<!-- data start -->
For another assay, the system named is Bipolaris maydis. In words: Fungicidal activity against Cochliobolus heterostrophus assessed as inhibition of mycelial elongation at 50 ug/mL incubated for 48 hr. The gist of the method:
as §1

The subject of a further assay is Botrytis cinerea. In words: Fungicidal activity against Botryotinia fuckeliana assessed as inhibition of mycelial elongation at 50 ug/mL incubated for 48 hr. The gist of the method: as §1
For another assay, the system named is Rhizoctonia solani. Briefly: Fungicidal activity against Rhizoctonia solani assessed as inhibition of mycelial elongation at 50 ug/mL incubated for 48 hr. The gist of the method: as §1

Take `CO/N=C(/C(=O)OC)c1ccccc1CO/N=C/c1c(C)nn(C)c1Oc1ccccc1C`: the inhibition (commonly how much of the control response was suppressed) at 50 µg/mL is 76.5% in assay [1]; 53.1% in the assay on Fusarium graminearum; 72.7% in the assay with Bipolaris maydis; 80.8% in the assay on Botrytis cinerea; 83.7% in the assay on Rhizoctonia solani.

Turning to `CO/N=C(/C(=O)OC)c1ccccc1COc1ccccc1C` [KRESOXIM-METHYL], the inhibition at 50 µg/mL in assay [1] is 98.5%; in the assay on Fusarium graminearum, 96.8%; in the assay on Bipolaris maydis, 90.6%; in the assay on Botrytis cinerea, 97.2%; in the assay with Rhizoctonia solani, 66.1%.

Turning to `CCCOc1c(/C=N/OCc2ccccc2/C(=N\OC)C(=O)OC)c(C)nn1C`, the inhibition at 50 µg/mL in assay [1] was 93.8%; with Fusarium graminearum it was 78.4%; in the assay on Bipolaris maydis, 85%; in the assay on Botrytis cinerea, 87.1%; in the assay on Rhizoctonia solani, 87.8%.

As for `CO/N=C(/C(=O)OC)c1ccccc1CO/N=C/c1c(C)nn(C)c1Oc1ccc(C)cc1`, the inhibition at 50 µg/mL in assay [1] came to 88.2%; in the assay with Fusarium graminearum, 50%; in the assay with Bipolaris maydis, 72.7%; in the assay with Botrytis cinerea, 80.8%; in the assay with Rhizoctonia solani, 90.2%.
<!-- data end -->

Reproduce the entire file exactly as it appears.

For another assay, the system named is Bipolaris maydis. In words: Fungicidal activity against Cochliobolus heterostrophus assessed as inhibition of mycelial elongation at 50 ug/mL incubated for 48 hr. The gist of the method:
as §1

The subject of a further assay is Botrytis cinerea. In words: Fungicidal activity against Botryotinia fuckeliana assessed as inhibition of mycelial elongation at 50 ug/mL incubated for 48 hr. The gist of the method: as §1
For another assay, the system named is Rhizoctonia solani. Briefly: Fungicidal activity against Rhizoctonia solani assessed as inhibition of mycelial elongation at 50 ug/mL incubated for 48 hr. The gist of the method: as §1

Take `CO/N=C(/C(=O)OC)c1ccccc1CO/N=C/c1c(C)nn(C)c1Oc1ccccc1C`: the inhibition (commonly how much of the control response was suppressed) at 50 µg/mL is 76.5% in assay [1]; 53.1% in the assay on Fusarium graminearum; 72.7% in the assay with Bipolaris maydis; 80.8% in the assay on Botrytis cinerea; 83.7% in the assay on Rhizoctonia solani.

Turning to `CO/N=C(/C(=O)OC)c1ccccc1COc1ccccc1C` [KRESOXIM-METHYL], the inhibition at 50 µg/mL in assay [1] is 98.5%; in the assay on Fusarium graminearum, 96.8%; in the assay on Bipolaris maydis, 90.6%; in the assay on Botrytis cinerea, 97.2%; in the assay with Rhizoctonia solani, 66.1%.

Turning to `CCCOc1c(/C=N/OCc2ccccc2/C(=N\OC)C(=O)OC)c(C)nn1C`, the inhibition at 50 µg/mL in assay [1] was 93.8%; with Fusarium graminearum it was 78.4%; in the assay on Bipolaris maydis, 85%; in the assay on Botrytis cinerea, 87.1%; in the assay on Rhizoctonia solani, 87.8%.

As for `CO/N=C(/C(=O)OC)c1ccccc1CO/N=C/c1c(C)nn(C)c1Oc1ccc(C)cc1`, the inhibition at 50 µg/mL in assay [1] came to 88.2%; in the assay with Fusarium graminearum, 50%; in the assay with Bipolaris maydis, 72.7%; in the assay with Botrytis cinerea, 80.8%; in the assay with Rhizoctonia solani, 90.2%.